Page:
The program is matched to government’s Comprehensive Automotive Resurgence Strategy (CARS) Program started during the last months of Benigno Aquino and continued by  Duterte. CARS aims to revitalize local car manufacturing by giving PHP 27 billion in tax credits to 3 selected foreign car manufacturers who will invest in assembly plants in the country. The tax incentives will be indexed on how much of the car components are sourced locally and on the volume of cars to be produced. Two Japanese multinational firms have already been chosen, Toyota and Mitsubishi. The CARS program is expected to roll out 600,000 cars over a six-year period. 

So it appears that government is actually creating a market in the public transport sector for multinational corporations and their domestic partners engaged in the local assembly of foreign-branded cars and the marketing of assorted electronic gadgets.

At the same time the “fleet management system” lends itself to the take over by companies with big capitalization of what used to be a viable enterprise for small entrepreneurs such as driver-operators.  Of course, cooperatives can also be formed by the latter but it appears that government is not making this option attractive nor easy for them.

Thus the oft-repeated complaint that mass transport in the Philippines is rapidly being “corporatized”, i.e. gobbled up by private corporations and run for profit, in line with government policy of privatizing what should be state-run and subsidized public services. The thing is, our experience with the badly-run train systems in Metro Manila – the MRT and LRT – gives the lie to unwarranted claims that the privatization cum corporatization thrust will give the commuting public a safe, reliable, affordable and comfortable ride.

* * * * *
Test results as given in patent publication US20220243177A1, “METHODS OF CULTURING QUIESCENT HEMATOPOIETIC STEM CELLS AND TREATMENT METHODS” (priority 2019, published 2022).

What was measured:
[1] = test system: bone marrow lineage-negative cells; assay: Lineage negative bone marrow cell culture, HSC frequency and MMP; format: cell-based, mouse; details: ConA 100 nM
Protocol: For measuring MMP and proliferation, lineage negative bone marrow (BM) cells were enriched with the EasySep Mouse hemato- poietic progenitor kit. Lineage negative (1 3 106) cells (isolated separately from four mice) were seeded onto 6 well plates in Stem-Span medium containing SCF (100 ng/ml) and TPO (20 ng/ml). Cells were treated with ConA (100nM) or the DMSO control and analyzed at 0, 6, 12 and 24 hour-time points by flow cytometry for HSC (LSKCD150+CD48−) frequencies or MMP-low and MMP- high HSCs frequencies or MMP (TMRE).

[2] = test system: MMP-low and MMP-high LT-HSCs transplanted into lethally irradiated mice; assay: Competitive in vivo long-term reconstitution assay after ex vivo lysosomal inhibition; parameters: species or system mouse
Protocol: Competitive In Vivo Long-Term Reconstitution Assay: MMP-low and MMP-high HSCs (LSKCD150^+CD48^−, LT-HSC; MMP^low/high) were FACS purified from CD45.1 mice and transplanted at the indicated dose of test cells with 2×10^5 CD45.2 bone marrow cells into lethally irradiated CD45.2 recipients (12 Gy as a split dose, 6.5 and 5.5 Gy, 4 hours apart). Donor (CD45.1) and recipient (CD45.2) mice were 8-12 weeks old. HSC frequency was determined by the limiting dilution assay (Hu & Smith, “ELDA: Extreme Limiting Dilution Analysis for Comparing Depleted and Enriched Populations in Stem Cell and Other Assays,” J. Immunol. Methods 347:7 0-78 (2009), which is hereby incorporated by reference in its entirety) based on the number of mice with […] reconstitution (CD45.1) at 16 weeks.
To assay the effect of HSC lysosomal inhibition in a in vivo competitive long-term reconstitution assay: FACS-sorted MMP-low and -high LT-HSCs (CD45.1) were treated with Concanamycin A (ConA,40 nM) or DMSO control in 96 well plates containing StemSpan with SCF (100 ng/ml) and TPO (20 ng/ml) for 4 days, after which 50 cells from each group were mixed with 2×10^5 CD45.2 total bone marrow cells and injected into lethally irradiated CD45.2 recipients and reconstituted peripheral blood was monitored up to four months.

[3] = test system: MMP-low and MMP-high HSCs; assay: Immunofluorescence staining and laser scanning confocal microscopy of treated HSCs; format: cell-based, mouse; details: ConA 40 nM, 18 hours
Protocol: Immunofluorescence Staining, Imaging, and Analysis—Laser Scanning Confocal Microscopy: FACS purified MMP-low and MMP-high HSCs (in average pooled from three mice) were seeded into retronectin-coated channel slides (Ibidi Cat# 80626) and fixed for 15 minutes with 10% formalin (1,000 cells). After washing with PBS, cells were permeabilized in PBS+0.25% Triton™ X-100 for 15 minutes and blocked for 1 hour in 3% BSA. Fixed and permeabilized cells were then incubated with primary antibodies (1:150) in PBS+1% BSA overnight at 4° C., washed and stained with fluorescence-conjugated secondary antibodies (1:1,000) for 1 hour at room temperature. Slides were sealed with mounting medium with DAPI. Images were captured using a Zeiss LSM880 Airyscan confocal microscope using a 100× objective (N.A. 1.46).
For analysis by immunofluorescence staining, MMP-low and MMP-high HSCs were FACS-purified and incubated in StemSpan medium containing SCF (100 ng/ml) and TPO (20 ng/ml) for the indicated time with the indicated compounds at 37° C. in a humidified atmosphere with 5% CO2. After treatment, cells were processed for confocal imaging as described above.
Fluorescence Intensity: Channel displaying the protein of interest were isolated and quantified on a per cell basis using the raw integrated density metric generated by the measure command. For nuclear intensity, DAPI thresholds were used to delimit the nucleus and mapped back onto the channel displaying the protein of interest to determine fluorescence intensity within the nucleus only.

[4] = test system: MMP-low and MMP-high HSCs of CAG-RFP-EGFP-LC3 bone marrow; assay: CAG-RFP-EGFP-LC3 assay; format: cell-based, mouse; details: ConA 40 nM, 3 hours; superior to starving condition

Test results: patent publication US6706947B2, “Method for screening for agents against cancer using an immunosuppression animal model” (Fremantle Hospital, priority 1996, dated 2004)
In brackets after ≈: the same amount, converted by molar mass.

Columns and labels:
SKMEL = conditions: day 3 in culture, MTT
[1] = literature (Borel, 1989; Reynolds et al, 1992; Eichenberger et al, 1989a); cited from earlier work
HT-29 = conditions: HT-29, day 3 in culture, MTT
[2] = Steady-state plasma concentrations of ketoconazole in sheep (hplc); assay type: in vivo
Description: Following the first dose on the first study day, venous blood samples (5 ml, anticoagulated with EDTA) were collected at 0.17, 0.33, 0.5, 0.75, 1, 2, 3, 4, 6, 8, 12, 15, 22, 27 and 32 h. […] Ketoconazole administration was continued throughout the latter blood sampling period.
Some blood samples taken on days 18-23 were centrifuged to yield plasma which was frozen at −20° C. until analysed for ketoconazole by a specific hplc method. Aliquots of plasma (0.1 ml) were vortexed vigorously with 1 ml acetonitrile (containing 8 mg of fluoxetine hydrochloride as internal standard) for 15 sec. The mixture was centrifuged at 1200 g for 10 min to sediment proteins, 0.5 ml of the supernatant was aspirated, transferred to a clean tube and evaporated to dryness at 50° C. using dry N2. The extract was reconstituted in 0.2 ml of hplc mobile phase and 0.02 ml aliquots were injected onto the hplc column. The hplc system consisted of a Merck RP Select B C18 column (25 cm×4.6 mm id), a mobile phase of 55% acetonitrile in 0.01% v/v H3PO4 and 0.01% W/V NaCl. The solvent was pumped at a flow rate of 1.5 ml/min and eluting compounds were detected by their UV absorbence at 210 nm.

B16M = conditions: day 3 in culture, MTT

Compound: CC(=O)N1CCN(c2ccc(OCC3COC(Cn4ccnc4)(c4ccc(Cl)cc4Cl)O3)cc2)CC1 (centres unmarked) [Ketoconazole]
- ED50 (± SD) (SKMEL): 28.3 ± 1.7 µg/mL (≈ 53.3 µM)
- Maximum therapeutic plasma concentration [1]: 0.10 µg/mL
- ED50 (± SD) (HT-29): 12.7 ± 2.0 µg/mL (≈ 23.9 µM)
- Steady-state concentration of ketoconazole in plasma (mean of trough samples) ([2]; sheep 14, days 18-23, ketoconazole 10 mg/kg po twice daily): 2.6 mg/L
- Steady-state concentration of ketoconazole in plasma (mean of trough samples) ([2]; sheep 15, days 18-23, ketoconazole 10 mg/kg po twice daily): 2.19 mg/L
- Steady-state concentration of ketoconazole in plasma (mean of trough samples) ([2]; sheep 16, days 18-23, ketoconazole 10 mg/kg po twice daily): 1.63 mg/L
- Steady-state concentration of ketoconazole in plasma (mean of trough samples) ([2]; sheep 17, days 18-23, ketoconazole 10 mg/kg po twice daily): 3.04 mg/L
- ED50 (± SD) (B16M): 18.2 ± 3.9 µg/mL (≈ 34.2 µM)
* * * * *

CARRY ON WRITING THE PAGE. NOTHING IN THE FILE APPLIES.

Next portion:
If the forced displacement of transport workers is not a socially just solution to the problem of mass transport, what is?  We opine that the answer is a public transport system set up and run by government to provide an essential social service and not as a profit-making venture of private companies. 

The transition to this system should absorb those adversely affected by reforms in the transport sector such as jeepney drivers and operators.  It will create a market for locally manufactured vehicles, particularly those intended for mass transport, as part of a genuine national industrialization program that envisions forward and backward integration, not just the assembly or reassembly of knocked down vehicle parts imported from abroad. And last but not the least, it includes the rationalization, if not regulation, of the sale of private motor vehicles that are increasingly clogging the streets of Metro Manila and other major urban centers.